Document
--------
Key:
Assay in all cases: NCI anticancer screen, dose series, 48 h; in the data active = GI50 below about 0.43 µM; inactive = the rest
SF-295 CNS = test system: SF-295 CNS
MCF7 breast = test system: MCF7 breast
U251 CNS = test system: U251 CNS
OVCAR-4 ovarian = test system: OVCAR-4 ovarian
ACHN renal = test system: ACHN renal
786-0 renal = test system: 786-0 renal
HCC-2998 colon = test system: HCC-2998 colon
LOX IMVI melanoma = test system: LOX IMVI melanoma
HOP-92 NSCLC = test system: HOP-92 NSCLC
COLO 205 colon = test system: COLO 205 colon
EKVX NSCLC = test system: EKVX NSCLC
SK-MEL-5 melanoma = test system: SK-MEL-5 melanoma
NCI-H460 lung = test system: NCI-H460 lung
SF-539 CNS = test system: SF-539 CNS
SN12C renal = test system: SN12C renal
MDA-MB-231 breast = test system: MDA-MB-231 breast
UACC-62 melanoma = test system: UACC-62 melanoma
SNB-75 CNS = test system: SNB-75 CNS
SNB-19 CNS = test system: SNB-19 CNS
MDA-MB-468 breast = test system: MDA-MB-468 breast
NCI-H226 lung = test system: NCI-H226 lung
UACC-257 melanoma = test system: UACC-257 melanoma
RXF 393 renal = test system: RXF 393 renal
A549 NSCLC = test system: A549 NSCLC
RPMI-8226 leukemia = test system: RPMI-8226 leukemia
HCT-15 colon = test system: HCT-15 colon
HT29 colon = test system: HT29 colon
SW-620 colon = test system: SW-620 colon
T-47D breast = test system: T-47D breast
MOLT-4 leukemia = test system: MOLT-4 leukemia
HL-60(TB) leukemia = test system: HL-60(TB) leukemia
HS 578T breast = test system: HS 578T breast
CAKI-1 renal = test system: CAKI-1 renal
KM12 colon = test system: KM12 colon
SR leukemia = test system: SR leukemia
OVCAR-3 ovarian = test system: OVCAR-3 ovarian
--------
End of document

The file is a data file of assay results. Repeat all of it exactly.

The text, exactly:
Key:
Assay in all cases: NCI anticancer screen, dose series, 48 h; in the data active = GI50 below about 0.43 µM; inactive = the rest
SF-295 CNS = test system: SF-295 CNS
MCF7 breast = test system: MCF7 breast
U251 CNS = test system: U251 CNS
OVCAR-4 ovarian = test system: OVCAR-4 ovarian
ACHN renal = test system: ACHN renal
786-0 renal = test system: 786-0 renal
HCC-2998 colon = test system: HCC-2998 colon
LOX IMVI melanoma = test system: LOX IMVI melanoma
HOP-92 NSCLC = test system: HOP-92 NSCLC
COLO 205 colon = test system: COLO 205 colon
EKVX NSCLC = test system: EKVX NSCLC
SK-MEL-5 melanoma = test system: SK-MEL-5 melanoma
NCI-H460 lung = test system: NCI-H460 lung
SF-539 CNS = test system: SF-539 CNS
SN12C renal = test system: SN12C renal
MDA-MB-231 breast = test system: MDA-MB-231 breast
UACC-62 melanoma = test system: UACC-62 melanoma
SNB-75 CNS = test system: SNB-75 CNS
SNB-19 CNS = test system: SNB-19 CNS
MDA-MB-468 breast = test system: MDA-MB-468 breast
NCI-H226 lung = test system: NCI-H226 lung
UACC-257 melanoma = test system: UACC-257 melanoma
RXF 393 renal = test system: RXF 393 renal
A549 NSCLC = test system: A549 NSCLC
RPMI-8226 leukemia = test system: RPMI-8226 leukemia
HCT-15 colon = test system: HCT-15 colon
HT29 colon = test system: HT29 colon
SW-620 colon = test system: SW-620 colon
T-47D breast = test system: T-47D breast
MOLT-4 leukemia = test system: MOLT-4 leukemia
HL-60(TB) leukemia = test system: HL-60(TB) leukemia
HS 578T breast = test system: HS 578T breast
CAKI-1 renal = test system: CAKI-1 renal
KM12 colon = test system: KM12 colon
SR leukemia = test system: SR leukemia
OVCAR-3 ovarian = test system: OVCAR-3 ovarian